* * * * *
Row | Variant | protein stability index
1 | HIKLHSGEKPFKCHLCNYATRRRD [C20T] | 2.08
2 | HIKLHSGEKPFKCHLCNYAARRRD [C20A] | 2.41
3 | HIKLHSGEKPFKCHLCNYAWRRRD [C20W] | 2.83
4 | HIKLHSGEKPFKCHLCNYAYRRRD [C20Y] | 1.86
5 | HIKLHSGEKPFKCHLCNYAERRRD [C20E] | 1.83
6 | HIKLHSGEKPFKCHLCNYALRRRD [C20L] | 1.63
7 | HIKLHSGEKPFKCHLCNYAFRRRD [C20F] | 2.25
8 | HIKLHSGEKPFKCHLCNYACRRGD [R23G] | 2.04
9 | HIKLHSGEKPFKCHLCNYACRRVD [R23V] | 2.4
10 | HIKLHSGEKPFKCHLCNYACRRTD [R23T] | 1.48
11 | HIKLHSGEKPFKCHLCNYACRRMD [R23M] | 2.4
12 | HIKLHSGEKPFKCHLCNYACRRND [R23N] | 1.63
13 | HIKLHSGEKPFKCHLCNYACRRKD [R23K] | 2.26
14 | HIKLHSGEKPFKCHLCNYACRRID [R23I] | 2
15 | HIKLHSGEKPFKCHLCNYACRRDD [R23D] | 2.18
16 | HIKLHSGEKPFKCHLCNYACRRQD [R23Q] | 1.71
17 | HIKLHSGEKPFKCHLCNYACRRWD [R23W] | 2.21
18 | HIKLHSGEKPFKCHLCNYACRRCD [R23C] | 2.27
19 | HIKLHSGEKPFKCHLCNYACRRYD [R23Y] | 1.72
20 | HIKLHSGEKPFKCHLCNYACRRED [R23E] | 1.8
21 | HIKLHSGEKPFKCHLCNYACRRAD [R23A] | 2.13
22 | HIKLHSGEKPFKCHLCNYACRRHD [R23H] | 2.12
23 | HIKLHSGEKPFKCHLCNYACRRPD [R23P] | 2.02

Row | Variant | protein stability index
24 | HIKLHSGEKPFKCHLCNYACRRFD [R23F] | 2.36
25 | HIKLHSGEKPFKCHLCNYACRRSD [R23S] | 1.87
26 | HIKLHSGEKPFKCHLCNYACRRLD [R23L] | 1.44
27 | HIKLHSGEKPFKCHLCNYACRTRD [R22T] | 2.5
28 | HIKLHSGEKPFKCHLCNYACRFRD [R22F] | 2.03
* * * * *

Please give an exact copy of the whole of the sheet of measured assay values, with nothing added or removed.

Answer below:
Row | Variant | protein stability index
1 | HIKLHSGEKPFKCHLCNYATRRRD [C20T] | 2.08
2 | HIKLHSGEKPFKCHLCNYAARRRD [C20A] | 2.41
3 | HIKLHSGEKPFKCHLCNYAWRRRD [C20W] | 2.83
4 | HIKLHSGEKPFKCHLCNYAYRRRD [C20Y] | 1.86
5 | HIKLHSGEKPFKCHLCNYAERRRD [C20E] | 1.83
6 | HIKLHSGEKPFKCHLCNYALRRRD [C20L] | 1.63
7 | HIKLHSGEKPFKCHLCNYAFRRRD [C20F] | 2.25
8 | HIKLHSGEKPFKCHLCNYACRRGD [R23G] | 2.04
9 | HIKLHSGEKPFKCHLCNYACRRVD [R23V] | 2.4
10 | HIKLHSGEKPFKCHLCNYACRRTD [R23T] | 1.48
11 | HIKLHSGEKPFKCHLCNYACRRMD [R23M] | 2.4
12 | HIKLHSGEKPFKCHLCNYACRRND [R23N] | 1.63
13 | HIKLHSGEKPFKCHLCNYACRRKD [R23K] | 2.26
14 | HIKLHSGEKPFKCHLCNYACRRID [R23I] | 2
15 | HIKLHSGEKPFKCHLCNYACRRDD [R23D] | 2.18
16 | HIKLHSGEKPFKCHLCNYACRRQD [R23Q] | 1.71
17 | HIKLHSGEKPFKCHLCNYACRRWD [R23W] | 2.21
18 | HIKLHSGEKPFKCHLCNYACRRCD [R23C] | 2.27
19 | HIKLHSGEKPFKCHLCNYACRRYD [R23Y] | 1.72
20 | HIKLHSGEKPFKCHLCNYACRRED [R23E] | 1.8
21 | HIKLHSGEKPFKCHLCNYACRRAD [R23A] | 2.13
22 | HIKLHSGEKPFKCHLCNYACRRHD [R23H] | 2.12
23 | HIKLHSGEKPFKCHLCNYACRRPD [R23P] | 2.02

Row | Variant | protein stability index
24 | HIKLHSGEKPFKCHLCNYACRRFD [R23F] | 2.36
25 | HIKLHSGEKPFKCHLCNYACRRSD [R23S] | 1.87
26 | HIKLHSGEKPFKCHLCNYACRRLD [R23L] | 1.44
27 | HIKLHSGEKPFKCHLCNYACRTRD [R22T] | 2.5
28 | HIKLHSGEKPFKCHLCNYACRFRD [R22F] | 2.03